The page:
The following abstract presents results of a study conducted by a contract laboratory for the National Toxicology Program. The findings have not been peer reviewed and were not evaluated in accordance with the levels of evidence criteria established by NTP in March 2009. The findings and conclusions for this study should not be construed to represent the views of the NTP or the U.S. Government.
Saquinavir (SQV) is a protease inhibitor, targeted to interfere late in the viral life cycle during cleavage of the final viral protein element. The protease inhibitors bind to the catalytic site of the viral protease enzyme that plays a critical role in cleaving the large polyproteins of the immature virus. The protease inhibitors represent an alternate treatment for AIDS patients and, since the protease inhibitors act at a totally different site in the viral cycle, a combination treatment with nucleoside analogues may be effective. Reasons for concern are seen in the potential cross resistance between different protease inhibitors and the potential for drug interactions since the protease inhibitors are metabolized in the liver and some are potent inhibitors of cytochrome p4501.
Saquinavir was nominated to the NTP for toxicological evaluation and was selected for immunotoxicity studies by the project officer. Thus, the purpose of these studies was to determine the potential effects of SQV on the immune system.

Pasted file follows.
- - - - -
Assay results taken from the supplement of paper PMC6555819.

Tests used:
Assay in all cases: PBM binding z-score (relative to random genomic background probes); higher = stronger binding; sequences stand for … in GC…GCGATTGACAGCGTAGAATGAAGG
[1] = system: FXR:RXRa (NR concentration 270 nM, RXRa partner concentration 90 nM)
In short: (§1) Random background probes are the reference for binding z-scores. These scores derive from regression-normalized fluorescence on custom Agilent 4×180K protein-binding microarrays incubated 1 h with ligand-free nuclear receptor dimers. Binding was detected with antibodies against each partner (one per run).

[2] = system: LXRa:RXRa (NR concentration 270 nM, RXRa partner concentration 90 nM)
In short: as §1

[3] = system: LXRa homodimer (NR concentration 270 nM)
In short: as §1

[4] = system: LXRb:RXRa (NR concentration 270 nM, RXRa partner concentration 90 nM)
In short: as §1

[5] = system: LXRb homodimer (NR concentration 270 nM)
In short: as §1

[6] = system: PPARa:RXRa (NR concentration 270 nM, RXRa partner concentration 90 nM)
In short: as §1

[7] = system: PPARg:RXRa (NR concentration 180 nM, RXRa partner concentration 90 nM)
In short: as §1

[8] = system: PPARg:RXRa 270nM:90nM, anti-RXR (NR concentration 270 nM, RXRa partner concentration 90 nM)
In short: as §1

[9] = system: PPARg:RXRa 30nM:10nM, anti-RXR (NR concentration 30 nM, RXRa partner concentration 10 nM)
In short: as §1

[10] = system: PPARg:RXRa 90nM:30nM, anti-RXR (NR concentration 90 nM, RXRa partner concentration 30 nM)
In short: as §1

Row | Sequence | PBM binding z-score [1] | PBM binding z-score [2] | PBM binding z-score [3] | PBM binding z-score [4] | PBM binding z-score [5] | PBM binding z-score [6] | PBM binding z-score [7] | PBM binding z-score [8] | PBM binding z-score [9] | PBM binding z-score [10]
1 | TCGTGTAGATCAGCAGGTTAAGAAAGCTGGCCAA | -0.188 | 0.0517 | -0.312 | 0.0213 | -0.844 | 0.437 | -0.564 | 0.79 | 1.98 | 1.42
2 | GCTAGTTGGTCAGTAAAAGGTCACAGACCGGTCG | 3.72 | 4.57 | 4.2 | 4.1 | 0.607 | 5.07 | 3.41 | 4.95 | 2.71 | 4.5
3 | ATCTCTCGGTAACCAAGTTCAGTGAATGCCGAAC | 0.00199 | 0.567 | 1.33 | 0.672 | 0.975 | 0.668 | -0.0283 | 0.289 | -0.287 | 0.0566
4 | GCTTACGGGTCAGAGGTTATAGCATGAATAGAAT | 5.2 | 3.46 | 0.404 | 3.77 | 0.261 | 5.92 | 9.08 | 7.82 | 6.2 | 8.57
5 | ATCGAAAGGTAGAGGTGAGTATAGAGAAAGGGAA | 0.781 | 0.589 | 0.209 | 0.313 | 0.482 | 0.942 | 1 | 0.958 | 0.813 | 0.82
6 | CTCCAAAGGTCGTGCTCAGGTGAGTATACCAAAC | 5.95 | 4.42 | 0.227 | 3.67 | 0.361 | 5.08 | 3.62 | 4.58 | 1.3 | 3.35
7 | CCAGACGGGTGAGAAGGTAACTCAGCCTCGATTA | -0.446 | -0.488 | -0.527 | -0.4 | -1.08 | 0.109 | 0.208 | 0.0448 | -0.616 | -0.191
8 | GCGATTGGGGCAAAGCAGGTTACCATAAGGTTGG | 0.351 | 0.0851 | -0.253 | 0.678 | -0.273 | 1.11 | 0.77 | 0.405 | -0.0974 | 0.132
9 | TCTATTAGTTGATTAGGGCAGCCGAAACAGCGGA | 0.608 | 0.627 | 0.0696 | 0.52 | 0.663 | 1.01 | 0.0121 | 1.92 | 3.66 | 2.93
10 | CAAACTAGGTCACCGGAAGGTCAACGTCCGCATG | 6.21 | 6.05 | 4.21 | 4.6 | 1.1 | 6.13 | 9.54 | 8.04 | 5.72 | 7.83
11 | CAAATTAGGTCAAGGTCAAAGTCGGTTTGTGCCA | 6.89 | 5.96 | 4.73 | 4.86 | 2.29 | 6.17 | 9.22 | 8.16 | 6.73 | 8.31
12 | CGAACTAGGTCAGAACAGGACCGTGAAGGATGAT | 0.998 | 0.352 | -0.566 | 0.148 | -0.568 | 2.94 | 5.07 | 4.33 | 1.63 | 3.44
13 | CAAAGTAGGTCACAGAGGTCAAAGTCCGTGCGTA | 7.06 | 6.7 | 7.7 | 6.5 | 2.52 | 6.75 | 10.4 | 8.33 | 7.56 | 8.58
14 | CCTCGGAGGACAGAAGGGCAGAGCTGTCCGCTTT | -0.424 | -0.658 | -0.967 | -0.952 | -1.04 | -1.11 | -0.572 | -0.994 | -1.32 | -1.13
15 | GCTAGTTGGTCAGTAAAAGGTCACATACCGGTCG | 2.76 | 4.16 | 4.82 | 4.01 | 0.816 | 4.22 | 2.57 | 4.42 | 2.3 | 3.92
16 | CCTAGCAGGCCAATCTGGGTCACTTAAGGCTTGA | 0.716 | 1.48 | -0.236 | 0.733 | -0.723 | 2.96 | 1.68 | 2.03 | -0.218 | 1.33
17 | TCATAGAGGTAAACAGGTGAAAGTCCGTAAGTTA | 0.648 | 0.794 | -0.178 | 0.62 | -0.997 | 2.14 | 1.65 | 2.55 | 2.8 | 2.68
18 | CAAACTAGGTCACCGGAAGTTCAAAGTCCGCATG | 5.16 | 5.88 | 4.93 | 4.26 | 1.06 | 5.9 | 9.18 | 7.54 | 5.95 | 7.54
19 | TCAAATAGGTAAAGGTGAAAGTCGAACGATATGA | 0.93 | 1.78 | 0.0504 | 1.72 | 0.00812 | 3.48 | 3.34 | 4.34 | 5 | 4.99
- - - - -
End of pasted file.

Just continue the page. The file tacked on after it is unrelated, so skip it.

The study reported herein was conducted in female B6C3F1 mice. The animals were treated twice daily for 28 days by oral gavage. The in-life phase of the study was conducted between 13 February 1998 and 03 September 1998. Saquinavir was prepared weekly as a solution in the vehicle 0.5% methylcellulose.
The baseline toxicology studies are summarized in Table ES-1. In this study of orally administered SQV at a total dose of 300, 600, and 1200 mg/kg/day for 28 days, there were no effects on body weight or on the rate of weight gain. There were few notable changes among the standard toxicological parameters that were assessed. The reticulocyte count was significantly decreased by 12% at the high dose (1200 mg/kg) level.
Table ES-2 summarizes the immunology studies. A statistically significant increase of 23% was observed at the high dose level of SQV in the absolute number of T cells. The immature CD4+CD8+ cells, when evaluated as absolute values, showed an increase of 46% and 92% at the middle and high dose levels, respectively. The humoral immune response was significantly increased by 41% for AFC/106 spleen cells at the high dose level; however, there was no effect on the anti-sRBC serum titer. There was no effect on cell-mediated immunity when evaluated by the mixed leukocyte (MLR) response. However, cytotoxic T-cell activity showed decreases ranging from 25% to 35% at the low dose level for effector-to-target ratios of 6.25:1, 12.5:1 and 25:1. Overall, Natural Killer cell activity was not altered in SQV-treated mice.
Table ES-3 summarizes the two host resistance studies that were conducted. Overall, exposure to SQV did not affect host resistance to Listeria monocytogenes; however, a statistically significant decrease in host resistance to Listeria monocytogenes was observed at the 600 mg/kg dose level for Challenge B. Exposure to SQV did not alter host resistance to the B16F10 melanoma tumor, a model system which evaluates effects on innate immunity, including natural killer cells and macrophages, as well as the cytotoxic T-cell population of cell-mediated immunity.